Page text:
Enjoy waking up on the reef

The Liveaboard scuba dive vacation has been an important part of the diving industry for decades.

In the past the Scuba dive Liveaboard was utilitarian, it only function was to support the diver with a place to sleep and eat till the next dive.

That concept has been replaced and the modern Liveaboard generally provide comfortable accommodations as well as chef prepared meals in most cases.

This article is about what to expect on board, however, the focus will mostly be on the scuba diving itself as opposed to the function of the vessel.

Australia liveaboard
Reef Encounter

 

What To Expect Scuba Diving On A Liveaboard

Australian liveaboards are usually spacious and stable at sea

your shown to you room, given a safety briefing, and your scuba gear is organised for you to start your Great Barrier Reef scuba dive experience.

Australia’s Great Barrier Reef provides outstanding scuba diving conditions, the azure blue  waters are generally crystal clear and warm.

Once you have boarded there are generally 2 day dives followed by the night dive, its an early start on your next day with the morning dive its worth waking up for as it really is always the best dive, you can capture both the nocturnal and diurnal marine life, the waters are generally the calmest.

All meals are chef prepared and delicious and the dining room is always full of exciting scuba stories what everyone saw.

 

 

On a Liveaboard, things are a bit more casual

Safety rules are of course enforced but things are more relaxed.

Many Liveaboards have what is sometimes called an open gate policy.

Imagine that a boat is on a dive site for two hours, the gate may be open for an hour meaning you can start your dive any time in that time frame.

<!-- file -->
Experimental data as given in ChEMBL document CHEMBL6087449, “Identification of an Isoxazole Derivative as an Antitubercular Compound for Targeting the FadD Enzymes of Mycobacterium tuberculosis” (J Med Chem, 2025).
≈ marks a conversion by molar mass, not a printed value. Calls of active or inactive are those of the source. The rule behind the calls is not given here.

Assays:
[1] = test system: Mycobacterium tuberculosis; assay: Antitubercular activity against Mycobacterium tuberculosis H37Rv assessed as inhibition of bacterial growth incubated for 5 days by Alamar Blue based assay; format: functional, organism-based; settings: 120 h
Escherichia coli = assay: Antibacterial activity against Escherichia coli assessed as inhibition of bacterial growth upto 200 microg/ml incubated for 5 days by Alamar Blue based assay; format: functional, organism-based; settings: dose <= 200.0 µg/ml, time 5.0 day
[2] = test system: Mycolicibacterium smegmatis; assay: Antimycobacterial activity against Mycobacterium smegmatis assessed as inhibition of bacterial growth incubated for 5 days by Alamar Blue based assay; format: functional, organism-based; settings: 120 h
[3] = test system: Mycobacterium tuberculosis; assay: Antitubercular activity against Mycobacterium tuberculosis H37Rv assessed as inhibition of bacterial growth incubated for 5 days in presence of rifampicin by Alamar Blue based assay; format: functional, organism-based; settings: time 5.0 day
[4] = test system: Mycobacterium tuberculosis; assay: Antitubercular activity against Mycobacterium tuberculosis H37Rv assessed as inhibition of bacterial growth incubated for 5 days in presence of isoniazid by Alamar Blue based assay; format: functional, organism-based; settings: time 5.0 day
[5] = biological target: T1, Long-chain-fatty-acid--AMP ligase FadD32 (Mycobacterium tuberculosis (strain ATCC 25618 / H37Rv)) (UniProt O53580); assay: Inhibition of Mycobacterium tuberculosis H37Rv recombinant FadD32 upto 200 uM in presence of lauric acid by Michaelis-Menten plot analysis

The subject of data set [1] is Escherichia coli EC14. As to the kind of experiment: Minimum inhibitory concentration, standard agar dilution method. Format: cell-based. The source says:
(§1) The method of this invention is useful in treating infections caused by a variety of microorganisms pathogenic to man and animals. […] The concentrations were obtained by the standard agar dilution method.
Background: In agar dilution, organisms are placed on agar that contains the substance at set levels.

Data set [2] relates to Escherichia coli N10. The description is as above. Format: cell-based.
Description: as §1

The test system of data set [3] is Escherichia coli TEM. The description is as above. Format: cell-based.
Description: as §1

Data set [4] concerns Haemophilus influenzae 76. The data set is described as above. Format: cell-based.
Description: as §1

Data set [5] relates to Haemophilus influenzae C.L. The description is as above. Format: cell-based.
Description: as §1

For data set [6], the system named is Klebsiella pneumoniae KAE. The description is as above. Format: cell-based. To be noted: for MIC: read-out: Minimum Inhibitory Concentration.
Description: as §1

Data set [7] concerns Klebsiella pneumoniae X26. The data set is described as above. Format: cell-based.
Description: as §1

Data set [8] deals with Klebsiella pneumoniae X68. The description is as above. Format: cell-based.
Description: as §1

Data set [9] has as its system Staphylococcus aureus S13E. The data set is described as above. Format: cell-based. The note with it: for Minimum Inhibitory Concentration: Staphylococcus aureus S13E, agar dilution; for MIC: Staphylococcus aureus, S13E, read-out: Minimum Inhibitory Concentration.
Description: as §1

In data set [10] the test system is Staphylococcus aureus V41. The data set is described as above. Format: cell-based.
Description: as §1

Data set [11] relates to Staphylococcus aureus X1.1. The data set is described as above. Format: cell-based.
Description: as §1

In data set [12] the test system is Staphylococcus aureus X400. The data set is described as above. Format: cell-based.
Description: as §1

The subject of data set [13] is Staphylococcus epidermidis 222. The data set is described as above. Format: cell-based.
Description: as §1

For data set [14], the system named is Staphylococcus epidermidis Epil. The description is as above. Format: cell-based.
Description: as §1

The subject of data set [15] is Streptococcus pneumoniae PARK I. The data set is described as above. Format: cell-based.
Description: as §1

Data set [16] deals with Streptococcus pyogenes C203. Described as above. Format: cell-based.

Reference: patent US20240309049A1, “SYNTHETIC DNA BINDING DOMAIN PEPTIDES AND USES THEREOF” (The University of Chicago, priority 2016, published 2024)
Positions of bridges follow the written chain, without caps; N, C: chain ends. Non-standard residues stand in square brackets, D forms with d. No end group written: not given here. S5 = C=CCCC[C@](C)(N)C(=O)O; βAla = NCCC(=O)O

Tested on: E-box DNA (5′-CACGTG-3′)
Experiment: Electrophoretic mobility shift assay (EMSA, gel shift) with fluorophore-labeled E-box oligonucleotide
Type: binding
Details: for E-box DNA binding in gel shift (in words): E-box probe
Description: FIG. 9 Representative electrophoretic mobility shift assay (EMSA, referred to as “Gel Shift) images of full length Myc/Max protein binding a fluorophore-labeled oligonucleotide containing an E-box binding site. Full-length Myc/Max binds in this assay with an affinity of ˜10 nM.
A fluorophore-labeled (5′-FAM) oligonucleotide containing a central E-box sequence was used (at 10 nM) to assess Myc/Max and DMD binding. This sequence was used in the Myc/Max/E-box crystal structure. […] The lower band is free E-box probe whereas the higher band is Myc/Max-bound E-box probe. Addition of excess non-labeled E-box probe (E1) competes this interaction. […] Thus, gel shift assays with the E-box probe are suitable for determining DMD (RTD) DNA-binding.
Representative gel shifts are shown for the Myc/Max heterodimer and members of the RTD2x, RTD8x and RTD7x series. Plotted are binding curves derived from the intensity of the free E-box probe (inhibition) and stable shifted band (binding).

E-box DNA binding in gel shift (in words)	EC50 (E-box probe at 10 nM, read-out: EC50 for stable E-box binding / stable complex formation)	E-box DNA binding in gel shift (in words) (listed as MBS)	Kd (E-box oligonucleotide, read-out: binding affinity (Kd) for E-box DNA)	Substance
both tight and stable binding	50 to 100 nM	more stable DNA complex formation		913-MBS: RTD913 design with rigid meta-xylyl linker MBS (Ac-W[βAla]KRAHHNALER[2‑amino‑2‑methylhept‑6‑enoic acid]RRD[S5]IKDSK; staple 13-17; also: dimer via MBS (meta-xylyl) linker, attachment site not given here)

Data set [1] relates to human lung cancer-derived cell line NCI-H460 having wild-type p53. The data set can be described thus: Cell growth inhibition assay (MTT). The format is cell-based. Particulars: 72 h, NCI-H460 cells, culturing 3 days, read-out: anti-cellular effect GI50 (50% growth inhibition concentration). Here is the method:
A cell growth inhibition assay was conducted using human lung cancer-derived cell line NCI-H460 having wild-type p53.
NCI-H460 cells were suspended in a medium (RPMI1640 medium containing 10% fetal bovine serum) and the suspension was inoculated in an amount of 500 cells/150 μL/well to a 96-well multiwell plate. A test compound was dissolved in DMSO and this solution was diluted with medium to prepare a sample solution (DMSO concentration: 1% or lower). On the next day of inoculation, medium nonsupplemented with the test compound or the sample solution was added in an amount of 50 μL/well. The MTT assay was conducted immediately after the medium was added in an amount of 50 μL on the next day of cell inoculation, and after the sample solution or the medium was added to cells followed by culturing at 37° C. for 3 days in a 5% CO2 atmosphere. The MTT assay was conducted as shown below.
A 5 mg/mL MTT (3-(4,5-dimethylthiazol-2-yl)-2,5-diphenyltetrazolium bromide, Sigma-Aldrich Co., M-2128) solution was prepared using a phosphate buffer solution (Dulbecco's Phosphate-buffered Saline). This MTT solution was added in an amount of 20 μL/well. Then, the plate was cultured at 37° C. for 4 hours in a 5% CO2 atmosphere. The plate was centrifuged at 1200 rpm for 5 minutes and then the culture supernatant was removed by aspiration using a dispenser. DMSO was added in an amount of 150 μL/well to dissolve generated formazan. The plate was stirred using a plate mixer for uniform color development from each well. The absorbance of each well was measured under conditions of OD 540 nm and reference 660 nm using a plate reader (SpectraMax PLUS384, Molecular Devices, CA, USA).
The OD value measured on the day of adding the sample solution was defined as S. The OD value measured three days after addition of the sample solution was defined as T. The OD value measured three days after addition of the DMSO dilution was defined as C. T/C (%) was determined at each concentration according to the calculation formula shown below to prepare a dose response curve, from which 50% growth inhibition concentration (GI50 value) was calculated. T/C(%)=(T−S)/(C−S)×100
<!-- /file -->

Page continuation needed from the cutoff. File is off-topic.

It gives you the option of taking more time for breakfast or if it is not the first dive extend your surface interval before diving again.

 

Scuba dive the Great Barrier Reef
scuba dive the Great Barrier Reef

 

Some people have times that they enjoy diving the most.

A Liveaboard gives you flexibility of when you dive, for example the MV Reef Encounter is a scuba diving Liveaboard that sails from Cairns for the Great Barrier Reef outer reefs. On a full day, divers have the option of diving four times.

They have a total of six different water sessions to choose from.

After breakfast and before lunch the dive gate is open twice for additional scuba dives or snorkeling.

After lunch the process is repeated with two more sessions.

After dinner, the scuba diver has the opportunity for a night dive.

Every Liveaboard is different, some are small with space for as few as four divers, some are even sail boats.

Others are large Mega-yachts with all the comforts you can imagine.

However, the one thing that you can say about Liveaboards is that they take you scuba diving where the day boats can not.

Dive Computers Are A Great Benefit.

Many Liveaboards require the use of a dive computer, even if it not required it is an excellent tool to have

All Reef Encounter certified dive packages include a dive computer

 

If you do not have one and are not ready to purchase one consider renting or borrowing one.

If borrowing, ensure that the previous dive it was used on was at least 48 hours before you use it.

Scuba Dive computers allow better tracking of your dive profiles and with the number of dives available each day can make a big difference.

Consider Purchasing An Underwater Camera

The amount of marine life you will see in Australian waters and the great visibility on most dive sites are natural for photography.

Liveaboards and dive centres near departure points often provide the opportunity for digital camera rentals.

Unless you are a student diver, purchasing a camera before going on a liveaboard is a great option.

These rentals are often top of the line models and most scuba divers who do not own their own cameras will not need all features.

For the price of a 4 day rental you can get an excellent entry level camera.

One word of caution, make sure that it is a scuba diving camera.

Many camera manufacturers are selling underwater cameras but they are only rated to 3 metres/10 feet.

A camera should be rated to at least 30 metres.